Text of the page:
JW's Self Esteem Issues - The Horse Forum
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post #1 of 4 Old 01-10-2010, 11:52 AM Thread Starter
Join Date: Jan 2010
Location: Illinois, USA
Posts: 35
• Horses: 2
Unhappy JW's Self Esteem Issues

At the therapy program I work for (Sunrise Center North, hence the username ;] ) we have a horse named JW. J is a gorgeous 20 year old 16 hand chestnut thoroughbred with serious self esteem issues. He loves people. He'll do whatever you ask of him, but he's got issues with other horses. JW spent 12 years of his life as a Pony Horse at various thoroughbred racetracks (Pony Horses are the horses which lead the thoroughbreds to the starting gate, for those of you wondering). Being a pony horse puts an incredible amount of stress on a horse- they are always in high stress situations with high strung horses who bite, step on, bump into, jump on, try to run away from, and sometimes break free from them and they are NEVER allowed to fight back or so much as reprimand the other horse. (God forbid the racehorses get some socialization and learn some manners!) Pony horses spend a majority of their time alone. Most racetracks where they are stabled have no paddocks available for them- they get their exercise on the track leading the horses (whom they are not allowed to socialize with).

Now that JW is with the therapy program and has the time and space to run free and socialize with other horses and be playful, he just cant seem to. His mentality of "The other horse is more important. Cant touch the other horse" from the track has carried over to his life here. His paddock mates ignore him for the most part and rarely give him a chance to eat at the hay feeder with them. Some of the younger horses have tried to play with him, but he just looks bewildered at their attempts. He gets bullied and doesnt fight back, he and his paddock mates never engage in mutual grooming, and he, for the most part, always stand alone.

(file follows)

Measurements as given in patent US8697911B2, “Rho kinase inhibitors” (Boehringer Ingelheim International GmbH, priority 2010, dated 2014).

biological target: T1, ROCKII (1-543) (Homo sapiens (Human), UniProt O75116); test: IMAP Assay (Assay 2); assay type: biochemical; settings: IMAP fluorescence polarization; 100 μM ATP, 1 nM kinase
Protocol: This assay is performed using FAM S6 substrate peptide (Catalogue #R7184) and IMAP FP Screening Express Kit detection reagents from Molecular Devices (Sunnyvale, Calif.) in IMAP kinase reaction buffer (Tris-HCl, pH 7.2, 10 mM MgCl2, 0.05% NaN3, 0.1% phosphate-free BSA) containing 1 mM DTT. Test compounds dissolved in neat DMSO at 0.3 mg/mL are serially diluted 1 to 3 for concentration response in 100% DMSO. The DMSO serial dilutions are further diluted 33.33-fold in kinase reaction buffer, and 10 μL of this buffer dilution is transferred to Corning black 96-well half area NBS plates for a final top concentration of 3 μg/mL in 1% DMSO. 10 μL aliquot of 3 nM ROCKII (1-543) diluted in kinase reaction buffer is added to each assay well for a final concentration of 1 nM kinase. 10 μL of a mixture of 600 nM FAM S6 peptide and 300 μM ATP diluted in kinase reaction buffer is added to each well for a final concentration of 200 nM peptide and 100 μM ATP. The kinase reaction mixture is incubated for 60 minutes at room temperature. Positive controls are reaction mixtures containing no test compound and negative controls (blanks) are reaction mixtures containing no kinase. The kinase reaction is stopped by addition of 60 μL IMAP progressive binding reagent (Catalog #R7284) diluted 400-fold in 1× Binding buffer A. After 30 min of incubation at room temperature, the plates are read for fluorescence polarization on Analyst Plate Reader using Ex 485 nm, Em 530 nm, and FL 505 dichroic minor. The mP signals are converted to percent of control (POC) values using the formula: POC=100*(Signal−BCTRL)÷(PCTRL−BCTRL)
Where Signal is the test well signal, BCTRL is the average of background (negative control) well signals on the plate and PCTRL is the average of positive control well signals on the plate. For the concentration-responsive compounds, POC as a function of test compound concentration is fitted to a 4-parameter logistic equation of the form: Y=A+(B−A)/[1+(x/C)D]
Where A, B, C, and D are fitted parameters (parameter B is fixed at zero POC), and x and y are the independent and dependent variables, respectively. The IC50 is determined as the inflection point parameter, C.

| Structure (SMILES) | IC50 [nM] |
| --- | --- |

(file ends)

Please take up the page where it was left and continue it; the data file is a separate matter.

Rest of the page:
When I bring some of the therapy horses to the arena to play, everyone love to play tag, or engage in free lunging, or hide and go seek behind the barrels, or Follow The Human, etc. JW however, doesnt seem to know how to play. He just looks confused. When I turn him out in the arena with the other therapy horses, its like he's just another barrel in the arena. They'll run around him, hide behind him, but to them, its like he's not even there.
When you groom and saddle him up, he just comes to life because he loves interacting with people and really knows what he's doing. He understands whats expected of him under saddle. He doesnt understand what we're talking about when we ask him to be a horse, not a machine.

What can I do to help JW? How can I help him realize its okay to let go and be free here? I feel like he needs a self empowerment clinic or something!


The Adventures of a One-Eyed TB and an Ambitious Redhead
SunriseNorth is offline  
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post #2 of 4 Old 01-10-2010, 02:20 PM
Join Date: Dec 2006
Location: MN
Posts: 719